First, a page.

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Carpal Tunnel Treatment in Illinois

Alleviating Hand & Wrist Pain

Carpal Tunnel Syndrome is characterized by a range of uncomfortable symptoms, such as pain, numbness, tingling, and weakness, affecting the hands and wrists. Carpal Tunnel Syndrome is caused by compression or pressure on the median nerve, at the wrist.

The condition can be triggered by repetitive hand and wrist movements, injury, or underlying health conditions. While carpal tunnel syndrome can occur in anyone, it is more prevalent in females and those who engage in frequent hand-related tasks.

Risk Factors

Multiple factors are linked to the development of carpal tunnel syndrome. While they may not directly lead to the condition, they can heighten the likelihood of irritation or injury to the median nerve.

  • Anatomic Factors: A wrist fracture, wrist dislocation, or arthritis that deforms the small bones in the wrist can alter the space within the carpal tunnel and put pressure on the median nerve.
  • Sex: Carpal Tunnel Syndrome is more common in women because the carpal tunnel is smaller compared to men. Pregnancy and other hormonal changes that affect fluid retention can also reduce the available space in the carpal tunnel and compress the median nerve.
  • Obesity: Being overweight can increase the risk of carpal tunnel syndrome as excess body fat can put pressure on the median nerve.
  • Nerve-Damaging Conditions: Some chronic illnesses, like diabetes, increase the risk of nerve damage, including damage to the median nerve.
  • Repetitive Use: Certain types of activities can also increase your risk, including repetitive work with your hands and wrists

Symptoms of Carpal Tunnel Syndrome

Below are some of the most common symptoms associated with Carpal Tunnel Syndrome. It is not unlikely for patients to experience more than one symptom.

  • Numbness or tingling in the hand or fingers
  • Pain or discomfort in the hand or wrist
  • Pain or numbness that is worse at night
  • Weakness when gripping objects
  • Swollen feeling in fingers
  • Difficulty with fine motor skills

Carpal Tunnel Syndrome Diagnosis

Your provider will examine your medical history and perform a physical exam of your hand and wrist. Your doctor will want to know about patterns with your symptoms, so watch for these in your daily life. Doctors may request imaging, such as X-rays or ultrasounds. An X-ray will not show if you have Carpal Tunnel, but it can help rule out other conditions with similar symptoms. For further diagnostics, your doctor may also recommend electromyography or nerve conduction studies to get a better analysis of your nerve function.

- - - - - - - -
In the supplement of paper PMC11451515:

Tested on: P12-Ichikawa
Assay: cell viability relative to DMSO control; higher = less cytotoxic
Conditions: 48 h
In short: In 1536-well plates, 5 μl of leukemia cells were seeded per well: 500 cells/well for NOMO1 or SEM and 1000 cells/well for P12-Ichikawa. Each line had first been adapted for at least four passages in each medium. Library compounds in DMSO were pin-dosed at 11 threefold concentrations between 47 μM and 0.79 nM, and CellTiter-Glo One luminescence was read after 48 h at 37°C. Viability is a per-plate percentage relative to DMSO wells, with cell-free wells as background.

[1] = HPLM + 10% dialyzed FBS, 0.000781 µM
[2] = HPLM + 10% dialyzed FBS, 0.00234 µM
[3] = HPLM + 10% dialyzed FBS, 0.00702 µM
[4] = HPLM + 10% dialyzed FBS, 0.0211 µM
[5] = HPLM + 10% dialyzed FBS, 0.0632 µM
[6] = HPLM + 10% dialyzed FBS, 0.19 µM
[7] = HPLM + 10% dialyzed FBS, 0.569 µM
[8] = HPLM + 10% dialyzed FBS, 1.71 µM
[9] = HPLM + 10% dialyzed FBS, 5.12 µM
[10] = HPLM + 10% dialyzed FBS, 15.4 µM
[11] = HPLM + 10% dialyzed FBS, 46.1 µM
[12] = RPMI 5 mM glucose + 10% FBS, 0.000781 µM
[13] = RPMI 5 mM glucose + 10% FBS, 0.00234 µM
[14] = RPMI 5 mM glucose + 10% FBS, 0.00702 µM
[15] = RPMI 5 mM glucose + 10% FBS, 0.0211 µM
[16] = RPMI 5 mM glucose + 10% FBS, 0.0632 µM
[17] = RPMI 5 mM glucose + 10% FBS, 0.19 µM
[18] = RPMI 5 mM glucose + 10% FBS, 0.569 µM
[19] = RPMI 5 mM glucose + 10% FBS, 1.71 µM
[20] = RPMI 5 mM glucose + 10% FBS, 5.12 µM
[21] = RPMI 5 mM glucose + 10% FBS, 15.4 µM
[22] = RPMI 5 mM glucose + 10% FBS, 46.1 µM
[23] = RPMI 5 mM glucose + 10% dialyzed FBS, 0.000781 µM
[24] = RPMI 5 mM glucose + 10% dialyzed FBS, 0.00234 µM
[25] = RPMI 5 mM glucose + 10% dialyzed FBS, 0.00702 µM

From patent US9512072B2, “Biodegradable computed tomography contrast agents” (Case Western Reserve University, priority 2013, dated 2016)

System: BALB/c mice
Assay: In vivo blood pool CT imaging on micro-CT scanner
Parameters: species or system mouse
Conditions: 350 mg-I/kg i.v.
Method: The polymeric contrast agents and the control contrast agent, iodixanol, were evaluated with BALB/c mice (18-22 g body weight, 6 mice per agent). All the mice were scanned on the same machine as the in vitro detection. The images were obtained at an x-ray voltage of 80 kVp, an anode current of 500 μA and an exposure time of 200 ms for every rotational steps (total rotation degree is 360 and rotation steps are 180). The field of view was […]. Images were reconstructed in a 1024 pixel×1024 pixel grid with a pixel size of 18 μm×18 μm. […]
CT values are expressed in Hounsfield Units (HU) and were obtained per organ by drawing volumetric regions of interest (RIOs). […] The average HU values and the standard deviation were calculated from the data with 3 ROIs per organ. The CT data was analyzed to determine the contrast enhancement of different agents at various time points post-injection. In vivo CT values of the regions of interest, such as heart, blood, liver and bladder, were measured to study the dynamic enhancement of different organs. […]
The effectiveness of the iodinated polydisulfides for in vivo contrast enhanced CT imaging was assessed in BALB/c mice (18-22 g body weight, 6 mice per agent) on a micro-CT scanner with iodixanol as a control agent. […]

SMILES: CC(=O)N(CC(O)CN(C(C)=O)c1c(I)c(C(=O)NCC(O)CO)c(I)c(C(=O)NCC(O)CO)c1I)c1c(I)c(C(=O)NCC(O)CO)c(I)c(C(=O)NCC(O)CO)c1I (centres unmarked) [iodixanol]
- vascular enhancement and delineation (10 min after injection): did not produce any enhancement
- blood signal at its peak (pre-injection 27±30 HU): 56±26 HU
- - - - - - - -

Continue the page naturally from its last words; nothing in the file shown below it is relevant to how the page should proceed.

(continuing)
Carpal Tunnel TreatMent Options

If diagnosed and treated early, the symptoms of carpal tunnel syndrome can often be relieved without surgery. If your diagnosis is uncertain or if your symptoms are mild, your provider will recommend nonsurgical treatment first.

Nonsurgical Treatments:

Bracing or Splinting: Using a brace or splint during the night can prevent you from inadvertently bending your wrist while you rest. By keeping your wrist in a straight or neutral position, it alleviates pressure on the nerve in the carpal tunnel. It’s essential to move your joint during the day to keep it from becoming weak or stiff.

  • Nonsteroidal anti-inflammatory drugs (NSAIDs): Anti-inflammatory medications, such as Ibuprofen, can help relieve pain and reduce inflammation.
  • Steroid Injections: A steroid injection can help alleviate symptoms by reducing inflammation and swelling in the wrist.
  • Activity Changes: Symptoms often occur when your hand and wrist are in the same position that puts pressure on the nerve for too long. Changing or modifying these activities can slow or stop the progression of the disease.
  • Exercises: Some patients may benefit from exercises that help the median nerve move more freely within the confines of the carpal tunnel.

If you are in a profession with a high predisposition to Carpal Tunnel Syndrome or you often participate in activities that are known to lead to this condition, you should try preventive measures before symptoms arise. Preventive measures can include taking frequent rest breaks, stretching and exercising your fingers, wrists, and hands, and improving the ergonomics of your workspace.

Carpal Tunnel Surgery:

Carpal Tunnel Syndrome can be cured with carpal tunnel release surgery. This will release the ligament around the carpal tunnel to relieve pressure off the median nerve. Carpal tunnel release surgery is performed on an outpatient basis.

After surgery, you will have stitches and a bandage. You will be able to use your hand lightly for the first two weeks and then increase activity gradually. Your doctor will provide specific timeframes to avoid injury and ensure you heal properly.

Contact Our Orthopedic Team Today

Contact our team of orthopedists today if you are experiencing pain that you believe may be from Carpal Tunnel Syndrome. They will diagnose the exact cause of your pain and determine the best course of treatment.

Find a location near you and reach out to schedule an appointment today!